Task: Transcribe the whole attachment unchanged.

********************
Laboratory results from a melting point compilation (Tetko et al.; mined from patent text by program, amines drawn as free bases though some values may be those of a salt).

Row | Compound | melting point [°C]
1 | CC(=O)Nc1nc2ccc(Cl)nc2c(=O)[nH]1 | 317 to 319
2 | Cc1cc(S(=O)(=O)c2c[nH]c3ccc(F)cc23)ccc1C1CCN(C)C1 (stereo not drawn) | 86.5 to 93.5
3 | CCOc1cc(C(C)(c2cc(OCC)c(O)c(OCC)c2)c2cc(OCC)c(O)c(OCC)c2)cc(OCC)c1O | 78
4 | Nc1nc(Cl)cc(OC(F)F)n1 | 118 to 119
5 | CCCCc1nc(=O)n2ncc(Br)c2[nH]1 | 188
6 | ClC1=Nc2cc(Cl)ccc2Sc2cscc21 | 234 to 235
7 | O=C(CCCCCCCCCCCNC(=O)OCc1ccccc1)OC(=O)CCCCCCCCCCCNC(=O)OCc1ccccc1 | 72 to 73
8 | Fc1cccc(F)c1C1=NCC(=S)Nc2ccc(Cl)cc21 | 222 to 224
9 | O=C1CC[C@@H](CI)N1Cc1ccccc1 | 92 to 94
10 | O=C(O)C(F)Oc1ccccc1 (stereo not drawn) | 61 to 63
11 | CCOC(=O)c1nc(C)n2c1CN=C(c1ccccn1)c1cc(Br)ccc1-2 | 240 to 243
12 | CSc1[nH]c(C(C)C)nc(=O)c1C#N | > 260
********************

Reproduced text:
Laboratory results from a melting point compilation (Tetko et al.; mined from patent text by program, amines drawn as free bases though some values may be those of a salt).

Row | Compound | melting point [°C]
1 | CC(=O)Nc1nc2ccc(Cl)nc2c(=O)[nH]1 | 317 to 319
2 | Cc1cc(S(=O)(=O)c2c[nH]c3ccc(F)cc23)ccc1C1CCN(C)C1 (stereo not drawn) | 86.5 to 93.5
3 | CCOc1cc(C(C)(c2cc(OCC)c(O)c(OCC)c2)c2cc(OCC)c(O)c(OCC)c2)cc(OCC)c1O | 78
4 | Nc1nc(Cl)cc(OC(F)F)n1 | 118 to 119
5 | CCCCc1nc(=O)n2ncc(Br)c2[nH]1 | 188
6 | ClC1=Nc2cc(Cl)ccc2Sc2cscc21 | 234 to 235
7 | O=C(CCCCCCCCCCCNC(=O)OCc1ccccc1)OC(=O)CCCCCCCCCCCNC(=O)OCc1ccccc1 | 72 to 73
8 | Fc1cccc(F)c1C1=NCC(=S)Nc2ccc(Cl)cc21 | 222 to 224
9 | O=C1CC[C@@H](CI)N1Cc1ccccc1 | 92 to 94
10 | O=C(O)C(F)Oc1ccccc1 (stereo not drawn) | 61 to 63
11 | CCOC(=O)c1nc(C)n2c1CN=C(c1ccccn1)c1cc(Br)ccc1-2 | 240 to 243
12 | CSc1[nH]c(C(C)C)nc(=O)c1C#N | > 260